Washington — A majority of colleges in the United States — 65 percent — offer college-level, credit-granting distance-education courses, according to a survey released today by the National Center for Education Statistics, an arm of the U.S. Department of Education.
It is another sign that distance education is becoming a staple of college life. Although the survey did not compare the present to the past, recent data from colleges indicate a jump in online enrollment. Last summer, The Chronicle reported, the Tennessee Board of Regents noted that summer enrollment in online courses was up 29 percent over last year. At Brevard Community College, in Cocoa, Fla., enrollment in summer online courses rose nearly 25 percent. Harrisburg Area Community College, in Pennsylvania, saw its summer online enrollment climb 15 percent to 20 percent.
Many observers attributed those spikes to $4-per-gallon gasoline at the time — going online was cheaper than driving to class — but others attributed them to a longer-term embrace of distance teaching.
The new survey, done in 2007, polled 1,600 degree-granting postsecondary institutions in the 50 states and the District of Columbia; 90 percent of them responded.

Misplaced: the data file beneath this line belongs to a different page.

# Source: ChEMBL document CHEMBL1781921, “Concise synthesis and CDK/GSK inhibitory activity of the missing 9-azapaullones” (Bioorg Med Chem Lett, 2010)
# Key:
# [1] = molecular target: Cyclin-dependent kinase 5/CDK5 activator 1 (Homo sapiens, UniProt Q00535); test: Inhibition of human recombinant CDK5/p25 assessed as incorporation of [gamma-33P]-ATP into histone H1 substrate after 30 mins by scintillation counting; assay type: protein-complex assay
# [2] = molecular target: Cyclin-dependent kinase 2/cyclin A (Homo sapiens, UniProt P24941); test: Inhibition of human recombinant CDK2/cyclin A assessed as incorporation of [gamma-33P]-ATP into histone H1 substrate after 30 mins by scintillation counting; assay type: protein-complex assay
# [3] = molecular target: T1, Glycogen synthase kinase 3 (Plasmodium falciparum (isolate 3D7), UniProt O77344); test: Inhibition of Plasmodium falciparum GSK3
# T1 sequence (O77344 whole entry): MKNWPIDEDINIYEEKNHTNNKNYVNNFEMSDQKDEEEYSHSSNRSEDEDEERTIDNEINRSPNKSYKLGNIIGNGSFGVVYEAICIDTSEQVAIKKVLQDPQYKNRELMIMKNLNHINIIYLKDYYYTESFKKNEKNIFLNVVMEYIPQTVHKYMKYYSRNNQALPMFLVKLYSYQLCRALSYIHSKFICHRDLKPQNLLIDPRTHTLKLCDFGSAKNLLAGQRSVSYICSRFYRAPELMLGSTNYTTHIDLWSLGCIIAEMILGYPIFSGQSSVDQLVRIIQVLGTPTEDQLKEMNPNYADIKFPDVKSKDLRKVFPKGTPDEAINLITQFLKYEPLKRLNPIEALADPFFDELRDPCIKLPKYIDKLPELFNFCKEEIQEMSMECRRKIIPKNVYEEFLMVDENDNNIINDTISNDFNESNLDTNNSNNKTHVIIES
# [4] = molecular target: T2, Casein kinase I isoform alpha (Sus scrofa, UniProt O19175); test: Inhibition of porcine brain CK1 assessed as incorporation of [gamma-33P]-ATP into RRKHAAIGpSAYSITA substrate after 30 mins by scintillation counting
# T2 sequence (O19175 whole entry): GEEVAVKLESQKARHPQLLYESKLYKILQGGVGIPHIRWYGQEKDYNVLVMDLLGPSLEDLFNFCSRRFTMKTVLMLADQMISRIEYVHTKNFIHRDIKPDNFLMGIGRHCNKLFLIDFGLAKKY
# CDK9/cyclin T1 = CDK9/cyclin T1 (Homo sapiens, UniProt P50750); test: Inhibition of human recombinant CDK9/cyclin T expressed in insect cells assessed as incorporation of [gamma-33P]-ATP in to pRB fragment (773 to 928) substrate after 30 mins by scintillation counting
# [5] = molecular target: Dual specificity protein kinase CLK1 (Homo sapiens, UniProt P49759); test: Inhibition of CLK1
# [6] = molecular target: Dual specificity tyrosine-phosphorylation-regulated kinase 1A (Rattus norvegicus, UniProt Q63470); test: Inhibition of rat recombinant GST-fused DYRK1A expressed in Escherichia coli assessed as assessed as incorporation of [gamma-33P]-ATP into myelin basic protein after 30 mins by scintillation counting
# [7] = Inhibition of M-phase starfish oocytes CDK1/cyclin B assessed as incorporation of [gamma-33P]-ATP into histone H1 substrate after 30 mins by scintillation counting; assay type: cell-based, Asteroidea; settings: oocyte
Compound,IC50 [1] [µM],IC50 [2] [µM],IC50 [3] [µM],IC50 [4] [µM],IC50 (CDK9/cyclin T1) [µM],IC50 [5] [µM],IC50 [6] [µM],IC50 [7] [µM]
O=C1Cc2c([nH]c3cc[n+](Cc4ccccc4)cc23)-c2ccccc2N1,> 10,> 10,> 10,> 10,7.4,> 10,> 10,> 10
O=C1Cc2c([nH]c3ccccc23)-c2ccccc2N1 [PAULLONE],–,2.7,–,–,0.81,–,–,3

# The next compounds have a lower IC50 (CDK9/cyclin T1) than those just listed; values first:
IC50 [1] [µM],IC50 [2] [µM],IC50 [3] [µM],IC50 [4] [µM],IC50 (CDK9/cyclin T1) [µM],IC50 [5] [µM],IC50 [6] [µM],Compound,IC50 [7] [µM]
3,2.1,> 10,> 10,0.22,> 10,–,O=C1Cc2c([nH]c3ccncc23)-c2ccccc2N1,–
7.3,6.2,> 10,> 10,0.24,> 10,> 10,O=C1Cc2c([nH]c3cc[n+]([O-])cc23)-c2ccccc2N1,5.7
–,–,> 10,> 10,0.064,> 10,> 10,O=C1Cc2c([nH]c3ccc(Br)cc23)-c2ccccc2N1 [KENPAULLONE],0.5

The courses they offered reflected a variety of education methods: 61 percent of two- and four-year institutions said they gave online courses (usually meaning all instruction is online), 35 percent said they gave hybrid or blended courses (combining online and in-class work), and 26 percent reported other types of college-level, credit-granting distance-education courses (which might include postal correspondence courses).
Over all, the two- and four-year institutions in the survey estimated 12.2 million enrollments (or registrations) in college-level, credit-granting distance-education courses in the 2006-7 academic year. —Josh Fischman